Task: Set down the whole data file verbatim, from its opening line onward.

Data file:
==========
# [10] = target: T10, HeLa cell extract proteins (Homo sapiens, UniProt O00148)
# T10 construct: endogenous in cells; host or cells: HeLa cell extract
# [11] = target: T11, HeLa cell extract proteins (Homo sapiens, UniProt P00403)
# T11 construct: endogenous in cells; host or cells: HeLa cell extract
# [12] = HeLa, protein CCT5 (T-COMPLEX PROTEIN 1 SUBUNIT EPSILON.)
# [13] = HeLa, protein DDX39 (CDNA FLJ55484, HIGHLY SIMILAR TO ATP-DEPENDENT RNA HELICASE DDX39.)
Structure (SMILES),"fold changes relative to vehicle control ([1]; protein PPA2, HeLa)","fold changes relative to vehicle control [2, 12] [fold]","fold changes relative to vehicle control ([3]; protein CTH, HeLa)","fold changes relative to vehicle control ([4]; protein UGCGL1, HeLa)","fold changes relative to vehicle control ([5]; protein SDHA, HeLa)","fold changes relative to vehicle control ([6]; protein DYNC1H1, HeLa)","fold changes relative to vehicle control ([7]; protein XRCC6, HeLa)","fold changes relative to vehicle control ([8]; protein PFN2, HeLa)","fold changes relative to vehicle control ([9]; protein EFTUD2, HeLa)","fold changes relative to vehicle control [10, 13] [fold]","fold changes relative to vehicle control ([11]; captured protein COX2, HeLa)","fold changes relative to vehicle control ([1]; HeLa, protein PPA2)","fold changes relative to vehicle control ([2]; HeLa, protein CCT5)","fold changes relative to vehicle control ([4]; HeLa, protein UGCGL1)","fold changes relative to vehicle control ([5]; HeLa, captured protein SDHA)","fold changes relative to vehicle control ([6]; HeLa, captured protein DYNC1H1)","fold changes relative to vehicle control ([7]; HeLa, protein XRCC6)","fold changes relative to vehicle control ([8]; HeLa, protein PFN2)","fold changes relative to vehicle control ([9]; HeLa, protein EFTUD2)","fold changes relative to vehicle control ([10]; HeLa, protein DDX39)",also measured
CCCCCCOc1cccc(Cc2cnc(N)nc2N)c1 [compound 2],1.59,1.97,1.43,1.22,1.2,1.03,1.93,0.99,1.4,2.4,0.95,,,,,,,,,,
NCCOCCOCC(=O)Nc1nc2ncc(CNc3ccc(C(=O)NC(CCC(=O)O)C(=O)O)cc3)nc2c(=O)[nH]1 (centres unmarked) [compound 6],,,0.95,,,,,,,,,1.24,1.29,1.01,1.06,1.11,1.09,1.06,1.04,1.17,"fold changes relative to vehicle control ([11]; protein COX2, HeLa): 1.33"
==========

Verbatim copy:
# [10] = target: T10, HeLa cell extract proteins (Homo sapiens, UniProt O00148)
# T10 construct: endogenous in cells; host or cells: HeLa cell extract
# [11] = target: T11, HeLa cell extract proteins (Homo sapiens, UniProt P00403)
# T11 construct: endogenous in cells; host or cells: HeLa cell extract
# [12] = HeLa, protein CCT5 (T-COMPLEX PROTEIN 1 SUBUNIT EPSILON.)
# [13] = HeLa, protein DDX39 (CDNA FLJ55484, HIGHLY SIMILAR TO ATP-DEPENDENT RNA HELICASE DDX39.)
Structure (SMILES),"fold changes relative to vehicle control ([1]; protein PPA2, HeLa)","fold changes relative to vehicle control [2, 12] [fold]","fold changes relative to vehicle control ([3]; protein CTH, HeLa)","fold changes relative to vehicle control ([4]; protein UGCGL1, HeLa)","fold changes relative to vehicle control ([5]; protein SDHA, HeLa)","fold changes relative to vehicle control ([6]; protein DYNC1H1, HeLa)","fold changes relative to vehicle control ([7]; protein XRCC6, HeLa)","fold changes relative to vehicle control ([8]; protein PFN2, HeLa)","fold changes relative to vehicle control ([9]; protein EFTUD2, HeLa)","fold changes relative to vehicle control [10, 13] [fold]","fold changes relative to vehicle control ([11]; captured protein COX2, HeLa)","fold changes relative to vehicle control ([1]; HeLa, protein PPA2)","fold changes relative to vehicle control ([2]; HeLa, protein CCT5)","fold changes relative to vehicle control ([4]; HeLa, protein UGCGL1)","fold changes relative to vehicle control ([5]; HeLa, captured protein SDHA)","fold changes relative to vehicle control ([6]; HeLa, captured protein DYNC1H1)","fold changes relative to vehicle control ([7]; HeLa, protein XRCC6)","fold changes relative to vehicle control ([8]; HeLa, protein PFN2)","fold changes relative to vehicle control ([9]; HeLa, protein EFTUD2)","fold changes relative to vehicle control ([10]; HeLa, protein DDX39)",also measured
CCCCCCOc1cccc(Cc2cnc(N)nc2N)c1 [compound 2],1.59,1.97,1.43,1.22,1.2,1.03,1.93,0.99,1.4,2.4,0.95,,,,,,,,,,
NCCOCCOCC(=O)Nc1nc2ncc(CNc3ccc(C(=O)NC(CCC(=O)O)C(=O)O)cc3)nc2c(=O)[nH]1 (centres unmarked) [compound 6],,,0.95,,,,,,,,,1.24,1.29,1.01,1.06,1.11,1.09,1.06,1.04,1.17,"fold changes relative to vehicle control ([11]; protein COX2, HeLa): 1.33"